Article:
- Manipulation of artificial data for testing purposes: Working in a Sandbox bubble protects you from affecting real data, but if you are trying to test a solution that will be applied to real data one day, how do you recreate the scenarios needed to satisfy those true-to-life requirements? This can be challenging, because technically you can only build scenarios that closely resemble your real-world issues; they can never be 100% exact. Even a thorough Beta testing phase within your Sandbox, where you’ve invited people to test both externally and internally interactive components (whatever may apply to your solution), will leave a modicum of doubt about your solution’s live performance. Some protected testing is better than none, but the fact remains that it is artificial at best, and this is an important point to keep in mind.
In the case where a sandbox is a requirement, then these sandbox “cons” become part of the process rather than a detriment. It is important to recognize that for some companies, the presence of a sandbox simply creates more work and longer time-to-deployment than may be necessary. That is an important evaluation point when deciding to use a sandbox for development.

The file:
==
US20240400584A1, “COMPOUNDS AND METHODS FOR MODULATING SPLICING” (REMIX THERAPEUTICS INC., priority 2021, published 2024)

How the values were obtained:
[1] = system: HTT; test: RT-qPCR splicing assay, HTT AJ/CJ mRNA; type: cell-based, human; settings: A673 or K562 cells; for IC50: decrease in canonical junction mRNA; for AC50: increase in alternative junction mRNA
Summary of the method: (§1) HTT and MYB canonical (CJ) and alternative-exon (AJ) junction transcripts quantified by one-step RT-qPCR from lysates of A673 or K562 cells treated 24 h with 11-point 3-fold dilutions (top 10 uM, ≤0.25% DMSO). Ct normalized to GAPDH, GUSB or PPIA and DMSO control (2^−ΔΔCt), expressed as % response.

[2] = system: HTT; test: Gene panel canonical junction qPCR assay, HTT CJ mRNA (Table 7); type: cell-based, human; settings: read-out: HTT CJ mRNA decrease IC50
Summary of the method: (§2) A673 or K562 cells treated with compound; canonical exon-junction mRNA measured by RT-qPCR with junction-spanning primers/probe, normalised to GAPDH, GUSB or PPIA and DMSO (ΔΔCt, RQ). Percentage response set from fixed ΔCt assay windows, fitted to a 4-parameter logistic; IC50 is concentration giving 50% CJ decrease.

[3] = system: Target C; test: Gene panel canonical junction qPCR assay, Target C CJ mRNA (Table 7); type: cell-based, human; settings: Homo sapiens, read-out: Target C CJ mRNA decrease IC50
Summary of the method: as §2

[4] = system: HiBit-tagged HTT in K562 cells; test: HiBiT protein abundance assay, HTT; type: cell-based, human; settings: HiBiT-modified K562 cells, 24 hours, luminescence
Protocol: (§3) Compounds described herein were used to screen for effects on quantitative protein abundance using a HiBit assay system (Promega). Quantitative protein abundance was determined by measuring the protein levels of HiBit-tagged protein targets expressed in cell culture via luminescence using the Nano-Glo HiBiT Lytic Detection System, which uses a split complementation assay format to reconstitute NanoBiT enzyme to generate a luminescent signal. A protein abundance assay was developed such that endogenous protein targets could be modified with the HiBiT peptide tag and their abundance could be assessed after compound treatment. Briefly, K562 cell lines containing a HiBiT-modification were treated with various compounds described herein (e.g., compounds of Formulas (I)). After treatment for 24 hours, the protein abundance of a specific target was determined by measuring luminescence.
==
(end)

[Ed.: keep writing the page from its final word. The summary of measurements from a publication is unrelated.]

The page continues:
DemandGen’s team of experts are well-versed in highly complex, sandbox-driven environments and can help you get the most out of your sandbox (or sandboxes). If you are unsure about taking on a sandbox in the first place, we can help you make that decision as well. Drop us a note online to schedule an initial conversation.
Sarah Wight, Solutions Architect at DemandGen, is a seasoned technical administrator and strategist with 15 years of experience using Salesforce CRM and 9 years of experience using Marketo Marketing Automation. She is adept at building custom-fit marketing data stack solutions for companies of all sizes, in all industries, with a keen focus on functional attribution that fuels powerful reporting. Sarah is passionate about helping her clients make their marketing efforts highly visible, maintaining clean data, and optimizing the use of today’s leading marketing software.